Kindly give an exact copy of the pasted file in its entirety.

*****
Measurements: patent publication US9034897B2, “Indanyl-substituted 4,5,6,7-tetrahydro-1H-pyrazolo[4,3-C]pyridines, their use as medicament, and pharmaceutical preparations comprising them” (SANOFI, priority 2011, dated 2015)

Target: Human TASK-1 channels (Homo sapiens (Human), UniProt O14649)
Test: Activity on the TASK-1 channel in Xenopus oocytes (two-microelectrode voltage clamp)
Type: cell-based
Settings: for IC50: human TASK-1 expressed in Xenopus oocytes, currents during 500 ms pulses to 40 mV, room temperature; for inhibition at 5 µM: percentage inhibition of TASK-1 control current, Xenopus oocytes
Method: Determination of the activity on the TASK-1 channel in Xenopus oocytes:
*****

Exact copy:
Measurements: patent publication US9034897B2, “Indanyl-substituted 4,5,6,7-tetrahydro-1H-pyrazolo[4,3-C]pyridines, their use as medicament, and pharmaceutical preparations comprising them” (SANOFI, priority 2011, dated 2015)

Target: Human TASK-1 channels (Homo sapiens (Human), UniProt O14649)
Test: Activity on the TASK-1 channel in Xenopus oocytes (two-microelectrode voltage clamp)
Type: cell-based
Settings: for IC50: human TASK-1 expressed in Xenopus oocytes, currents during 500 ms pulses to 40 mV, room temperature; for inhibition at 5 µM: percentage inhibition of TASK-1 control current, Xenopus oocytes
Method: Determination of the activity on the TASK-1 channel in Xenopus oocytes: